Modern life seems to propel us forward toward the next goal or urgent matter requiring our attention. As a result, we can immerse ourselves in a state of “doing” and staying active, are troubled by questions concerned with “where this is going,” and look to the future for a sense of direction and purpose.
Nostalgia offers a different approach, one that seemingly makes more room for reflection and a state of “being.” The emphasis it puts on former experiences can offer a different view of one’s present, but is that necessarily preferable to a more goal-oriented perspective? Is there such a thing as too much reminiscence, and what is nostalgic depression? Taken one step further, could nostalgia be a mental illness? Read on to find out more on this subject.
According to the American Psychological Association (APA), nostalgia is a longing to return to an earlier period or moment in one’s life. This past experience is colored by positive emotion, and is therefore remembered as better, in some way, than the present moment.
A second definition for nostalgia, sometimes called “homesickness,” describes it as a desire to return not to a previous time in one’s life, but to a physical place that is linked to a pleasant, past experience. Such a place can be the house one grew up in, their old neighborhood, their alma mater, and additional sites that are linked to enjoyable memories.
Today, nostalgia is not seen as a mental illness, and it is not listed among the mental health disorders recognized by the American Psychiatric Association (APA). This, however, has not always been the case, as nostalgia was previously considered a mental illness requiring attention and care.
Nostalgia was originally cited as a mental health disorder during the 17th Century. At the time, it was linked to:
Treatment for nostalgia as a mental health condition was offered up until the 19th Century. During the 20th Century, the idea of missing one’s home or their past was no longer seen as a disorder in and of itself.
That said, the symptoms and central characteristics associated with nostalgia are still recognized, though under different disorders.
Aching for a long-lost experience has become the basis of two other recognized mental health concerns: mourning and depression. The two are considered the closest emotional experience to one another: while depression can include sadness, the emptiness and lack of hope or enjoyment that define it have been found to be more similar to the process of mourning.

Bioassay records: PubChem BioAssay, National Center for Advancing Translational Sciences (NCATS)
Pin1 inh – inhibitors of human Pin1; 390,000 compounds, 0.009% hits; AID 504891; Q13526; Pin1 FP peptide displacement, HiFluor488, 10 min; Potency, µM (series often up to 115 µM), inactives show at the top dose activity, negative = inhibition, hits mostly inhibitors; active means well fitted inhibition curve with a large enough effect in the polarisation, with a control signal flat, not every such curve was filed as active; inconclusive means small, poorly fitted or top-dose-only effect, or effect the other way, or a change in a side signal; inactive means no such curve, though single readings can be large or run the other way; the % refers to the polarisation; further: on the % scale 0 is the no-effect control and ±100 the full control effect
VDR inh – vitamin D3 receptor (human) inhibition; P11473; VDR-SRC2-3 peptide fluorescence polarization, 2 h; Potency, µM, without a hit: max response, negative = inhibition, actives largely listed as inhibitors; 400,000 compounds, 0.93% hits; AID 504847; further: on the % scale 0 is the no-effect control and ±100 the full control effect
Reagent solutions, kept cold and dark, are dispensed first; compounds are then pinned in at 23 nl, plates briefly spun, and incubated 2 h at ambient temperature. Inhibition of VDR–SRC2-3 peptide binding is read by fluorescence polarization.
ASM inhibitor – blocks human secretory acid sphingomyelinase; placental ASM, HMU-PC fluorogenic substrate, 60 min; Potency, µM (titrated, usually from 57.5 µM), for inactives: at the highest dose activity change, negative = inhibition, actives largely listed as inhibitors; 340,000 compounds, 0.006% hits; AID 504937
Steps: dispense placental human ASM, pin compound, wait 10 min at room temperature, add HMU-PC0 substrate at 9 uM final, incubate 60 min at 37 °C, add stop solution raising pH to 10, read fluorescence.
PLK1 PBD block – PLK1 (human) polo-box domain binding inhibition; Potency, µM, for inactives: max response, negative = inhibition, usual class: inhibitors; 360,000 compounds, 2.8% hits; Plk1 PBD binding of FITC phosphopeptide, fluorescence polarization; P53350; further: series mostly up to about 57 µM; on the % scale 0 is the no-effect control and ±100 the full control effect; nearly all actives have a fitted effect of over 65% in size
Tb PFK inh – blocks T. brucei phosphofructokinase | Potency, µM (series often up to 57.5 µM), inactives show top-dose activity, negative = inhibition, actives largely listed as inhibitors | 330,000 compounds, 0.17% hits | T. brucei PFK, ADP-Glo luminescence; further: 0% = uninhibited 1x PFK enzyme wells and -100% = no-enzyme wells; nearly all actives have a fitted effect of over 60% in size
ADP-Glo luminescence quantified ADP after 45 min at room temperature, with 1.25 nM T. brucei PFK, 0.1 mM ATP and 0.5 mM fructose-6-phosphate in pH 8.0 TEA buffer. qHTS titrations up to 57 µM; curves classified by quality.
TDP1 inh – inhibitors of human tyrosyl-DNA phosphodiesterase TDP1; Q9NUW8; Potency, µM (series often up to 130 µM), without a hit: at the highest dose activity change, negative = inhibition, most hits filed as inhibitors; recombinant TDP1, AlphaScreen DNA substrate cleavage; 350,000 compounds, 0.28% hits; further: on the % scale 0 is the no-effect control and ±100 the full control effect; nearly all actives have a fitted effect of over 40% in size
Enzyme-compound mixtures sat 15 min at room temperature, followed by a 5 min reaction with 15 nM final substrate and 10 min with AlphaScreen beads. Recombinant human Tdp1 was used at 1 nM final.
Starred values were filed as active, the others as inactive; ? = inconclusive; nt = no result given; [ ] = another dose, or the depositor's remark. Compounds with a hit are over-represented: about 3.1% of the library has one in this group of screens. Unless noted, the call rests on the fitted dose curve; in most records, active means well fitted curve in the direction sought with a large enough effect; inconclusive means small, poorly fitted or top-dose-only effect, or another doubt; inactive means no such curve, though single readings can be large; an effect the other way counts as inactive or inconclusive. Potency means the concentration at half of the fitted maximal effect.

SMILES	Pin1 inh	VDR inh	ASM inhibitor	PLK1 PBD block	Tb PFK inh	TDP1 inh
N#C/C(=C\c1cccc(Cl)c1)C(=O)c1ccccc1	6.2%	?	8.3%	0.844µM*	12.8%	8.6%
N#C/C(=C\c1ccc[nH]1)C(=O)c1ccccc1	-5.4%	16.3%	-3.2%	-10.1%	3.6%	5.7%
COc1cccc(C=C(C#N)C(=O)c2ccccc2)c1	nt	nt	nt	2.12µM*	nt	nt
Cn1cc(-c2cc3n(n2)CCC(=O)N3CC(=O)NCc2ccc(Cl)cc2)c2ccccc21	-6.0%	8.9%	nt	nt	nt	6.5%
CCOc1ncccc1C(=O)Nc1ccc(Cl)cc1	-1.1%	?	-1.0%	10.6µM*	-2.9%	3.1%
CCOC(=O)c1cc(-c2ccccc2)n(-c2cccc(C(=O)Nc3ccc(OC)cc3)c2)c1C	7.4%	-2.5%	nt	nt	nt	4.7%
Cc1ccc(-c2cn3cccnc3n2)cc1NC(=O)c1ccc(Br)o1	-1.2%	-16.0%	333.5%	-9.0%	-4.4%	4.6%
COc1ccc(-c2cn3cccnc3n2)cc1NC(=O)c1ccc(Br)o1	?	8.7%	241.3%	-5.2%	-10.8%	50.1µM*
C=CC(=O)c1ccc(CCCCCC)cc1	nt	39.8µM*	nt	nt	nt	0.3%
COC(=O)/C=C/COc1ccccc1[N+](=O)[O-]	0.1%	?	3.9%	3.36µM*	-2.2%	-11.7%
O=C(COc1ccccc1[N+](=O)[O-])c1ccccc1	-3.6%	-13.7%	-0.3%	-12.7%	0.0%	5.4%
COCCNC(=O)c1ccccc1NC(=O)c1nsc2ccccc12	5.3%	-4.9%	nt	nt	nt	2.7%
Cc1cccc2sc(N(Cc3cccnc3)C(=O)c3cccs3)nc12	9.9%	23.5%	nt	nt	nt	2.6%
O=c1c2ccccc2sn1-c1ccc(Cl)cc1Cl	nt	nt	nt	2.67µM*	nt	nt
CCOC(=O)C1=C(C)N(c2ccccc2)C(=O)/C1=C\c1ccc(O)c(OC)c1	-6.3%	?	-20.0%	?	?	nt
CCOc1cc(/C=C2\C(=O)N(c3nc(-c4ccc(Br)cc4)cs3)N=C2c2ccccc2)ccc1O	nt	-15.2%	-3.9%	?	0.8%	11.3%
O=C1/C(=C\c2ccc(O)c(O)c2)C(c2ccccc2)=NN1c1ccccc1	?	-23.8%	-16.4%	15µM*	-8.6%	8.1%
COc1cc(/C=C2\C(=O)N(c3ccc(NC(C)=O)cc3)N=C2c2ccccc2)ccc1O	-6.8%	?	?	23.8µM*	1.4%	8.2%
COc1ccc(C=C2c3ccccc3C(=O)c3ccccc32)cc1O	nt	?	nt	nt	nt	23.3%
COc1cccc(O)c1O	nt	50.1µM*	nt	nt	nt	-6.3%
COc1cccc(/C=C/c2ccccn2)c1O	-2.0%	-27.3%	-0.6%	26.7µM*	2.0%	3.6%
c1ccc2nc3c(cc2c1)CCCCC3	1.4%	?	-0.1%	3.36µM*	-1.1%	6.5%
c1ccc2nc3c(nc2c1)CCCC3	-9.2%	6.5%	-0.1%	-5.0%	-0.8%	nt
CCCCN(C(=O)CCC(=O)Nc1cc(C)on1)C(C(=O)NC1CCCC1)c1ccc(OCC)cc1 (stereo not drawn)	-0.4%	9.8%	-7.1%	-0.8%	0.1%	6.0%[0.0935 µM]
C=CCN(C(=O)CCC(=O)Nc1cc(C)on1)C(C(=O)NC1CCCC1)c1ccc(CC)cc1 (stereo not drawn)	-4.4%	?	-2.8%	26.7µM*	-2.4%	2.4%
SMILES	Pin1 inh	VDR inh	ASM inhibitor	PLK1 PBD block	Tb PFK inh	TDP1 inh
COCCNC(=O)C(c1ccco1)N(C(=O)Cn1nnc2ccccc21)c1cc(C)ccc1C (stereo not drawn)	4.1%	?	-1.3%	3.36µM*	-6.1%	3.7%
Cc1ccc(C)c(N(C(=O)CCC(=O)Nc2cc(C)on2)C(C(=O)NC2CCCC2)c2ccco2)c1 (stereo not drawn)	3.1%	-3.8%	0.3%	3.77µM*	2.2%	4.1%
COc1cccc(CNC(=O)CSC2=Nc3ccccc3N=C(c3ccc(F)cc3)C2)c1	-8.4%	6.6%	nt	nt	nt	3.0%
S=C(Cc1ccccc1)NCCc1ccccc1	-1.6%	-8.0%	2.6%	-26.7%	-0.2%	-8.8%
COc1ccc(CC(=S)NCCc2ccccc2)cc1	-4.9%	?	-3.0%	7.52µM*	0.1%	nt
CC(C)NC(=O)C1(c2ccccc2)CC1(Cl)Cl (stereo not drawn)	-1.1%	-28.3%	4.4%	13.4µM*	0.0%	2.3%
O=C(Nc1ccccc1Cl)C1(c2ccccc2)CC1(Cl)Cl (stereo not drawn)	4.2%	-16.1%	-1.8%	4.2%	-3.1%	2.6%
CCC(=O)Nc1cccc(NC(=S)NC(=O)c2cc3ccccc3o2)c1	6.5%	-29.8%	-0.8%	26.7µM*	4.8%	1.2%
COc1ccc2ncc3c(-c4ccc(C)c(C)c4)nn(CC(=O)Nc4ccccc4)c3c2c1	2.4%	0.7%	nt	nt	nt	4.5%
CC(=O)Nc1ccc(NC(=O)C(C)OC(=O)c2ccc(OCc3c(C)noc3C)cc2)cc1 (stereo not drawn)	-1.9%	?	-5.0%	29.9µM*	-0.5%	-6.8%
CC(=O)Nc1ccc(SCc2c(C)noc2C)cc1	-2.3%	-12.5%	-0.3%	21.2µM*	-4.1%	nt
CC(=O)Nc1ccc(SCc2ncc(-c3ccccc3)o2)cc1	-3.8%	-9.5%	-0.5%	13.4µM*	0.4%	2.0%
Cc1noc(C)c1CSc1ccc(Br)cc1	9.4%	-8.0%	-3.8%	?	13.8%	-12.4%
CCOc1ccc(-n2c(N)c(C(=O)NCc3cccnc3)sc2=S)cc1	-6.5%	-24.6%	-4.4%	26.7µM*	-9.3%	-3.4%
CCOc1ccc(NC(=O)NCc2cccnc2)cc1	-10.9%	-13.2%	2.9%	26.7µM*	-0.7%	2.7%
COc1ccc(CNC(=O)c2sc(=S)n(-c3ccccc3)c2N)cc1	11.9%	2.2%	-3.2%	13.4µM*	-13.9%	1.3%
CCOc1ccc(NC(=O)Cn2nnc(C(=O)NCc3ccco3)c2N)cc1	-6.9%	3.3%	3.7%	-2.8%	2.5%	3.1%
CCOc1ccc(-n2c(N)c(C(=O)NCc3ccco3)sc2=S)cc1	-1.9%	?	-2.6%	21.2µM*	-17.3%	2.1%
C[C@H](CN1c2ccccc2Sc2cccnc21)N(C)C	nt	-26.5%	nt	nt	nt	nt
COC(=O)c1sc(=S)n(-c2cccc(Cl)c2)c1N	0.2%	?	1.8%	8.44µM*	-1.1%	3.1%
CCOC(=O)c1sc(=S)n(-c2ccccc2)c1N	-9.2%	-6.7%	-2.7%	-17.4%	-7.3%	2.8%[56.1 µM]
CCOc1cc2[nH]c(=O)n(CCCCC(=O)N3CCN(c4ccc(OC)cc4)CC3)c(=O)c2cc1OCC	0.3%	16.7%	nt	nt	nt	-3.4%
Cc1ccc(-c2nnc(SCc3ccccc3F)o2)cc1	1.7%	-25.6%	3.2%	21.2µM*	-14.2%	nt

However, while mourning is considered a normal part of being alive, the pervasive and persistent nature of depression makes it, and not mourning, a mental health disorder.
Additionally, while mourning is defined as emotional pain over something that one recognizes has been lost to them, depression involves not being aware of what has been lost, thereby leaving a similar sense of hollowness. And so, in a way, wishing for a bygone time in life to the point where one’s present is overcast with sorrow, can be considered a nostalgic depression.
The original 17th Century mental health definition for nostalgia was based on the trauma of war, and specifically soldiers who found themselves yearning for the more naive period of childhood, when faced with the horrors of battle. At the time, soldiers diagnosed with this condition presented the following symptoms:
Present-day discussions on nostalgia and mental health focus on the other side of war–the realities faced by displaced populations. Immigrants and refugees often face a myriad of mental health disorders, chief among them:
Yet in addition to the above disorders, displaced individuals might experience a longing for the more positive aspects of their homeland and childhood. Remembering traditions, familial gatherings, old friendships, and the ease with which they were able to navigate the familial surroundings can trigger nostalgia, especially when they are barred from revisiting their homeland.
A more recent link between mental health and nostalgia has been formed by the coronavirus outbreak. Locked in their homes and isolated from others, all while faced with serious physical health and economic uncertainty, led to spiking cases of the following mental health disorders:
At the peak of the pandemic, the destabilizing effects COVID were also felt through a sharp increase in nostalgia, for a time when the world population did not have to worry about physical touch and contact. This throwback to the pre-COVID era continues to influence life today, with many individuals wishing not only to return to life as they knew it, but to erase the experience of COVID from their memories. Films and TV shows at the time seemed to reflect this desire to escape into fantasy by reminiscing, as most programs and movies sidestepped the pandemic, offering an alternative reality where COVID never happened.
Making room for the positive aspects of one’s past, and even grieving their absence from the present, is a natural part of existing. Greek philosopher Heraclitus said no one can step in the same river twice, for it is not the same river, and they are not the same person. But in order to hopefully make peace with life’s changes, it is imperative to make space for them within our emotional landscape, to hold them before us, see those experiences in their complexities, and then place them back within our memories, as we look to the life we have today.